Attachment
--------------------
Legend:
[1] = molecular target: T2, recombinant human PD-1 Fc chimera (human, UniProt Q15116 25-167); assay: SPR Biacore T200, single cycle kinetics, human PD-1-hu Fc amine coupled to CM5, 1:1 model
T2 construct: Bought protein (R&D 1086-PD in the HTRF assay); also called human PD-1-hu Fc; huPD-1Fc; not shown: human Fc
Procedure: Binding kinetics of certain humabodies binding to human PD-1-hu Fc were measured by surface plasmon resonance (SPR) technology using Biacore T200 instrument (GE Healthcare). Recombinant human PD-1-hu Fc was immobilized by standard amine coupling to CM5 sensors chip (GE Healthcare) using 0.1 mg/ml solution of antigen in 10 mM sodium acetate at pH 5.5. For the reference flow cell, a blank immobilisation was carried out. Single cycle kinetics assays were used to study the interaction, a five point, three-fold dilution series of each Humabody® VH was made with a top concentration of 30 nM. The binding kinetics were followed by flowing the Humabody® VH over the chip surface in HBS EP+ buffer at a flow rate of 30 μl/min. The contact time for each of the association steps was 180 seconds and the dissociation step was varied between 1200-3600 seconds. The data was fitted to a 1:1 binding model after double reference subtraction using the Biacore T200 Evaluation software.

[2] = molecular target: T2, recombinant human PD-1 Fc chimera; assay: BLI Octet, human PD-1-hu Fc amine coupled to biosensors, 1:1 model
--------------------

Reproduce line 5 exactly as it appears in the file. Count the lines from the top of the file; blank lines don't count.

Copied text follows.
[2] = molecular target: T2, recombinant human PD-1 Fc chimera; assay: BLI Octet, human PD-1-hu Fc amine coupled to biosensors, 1:1 model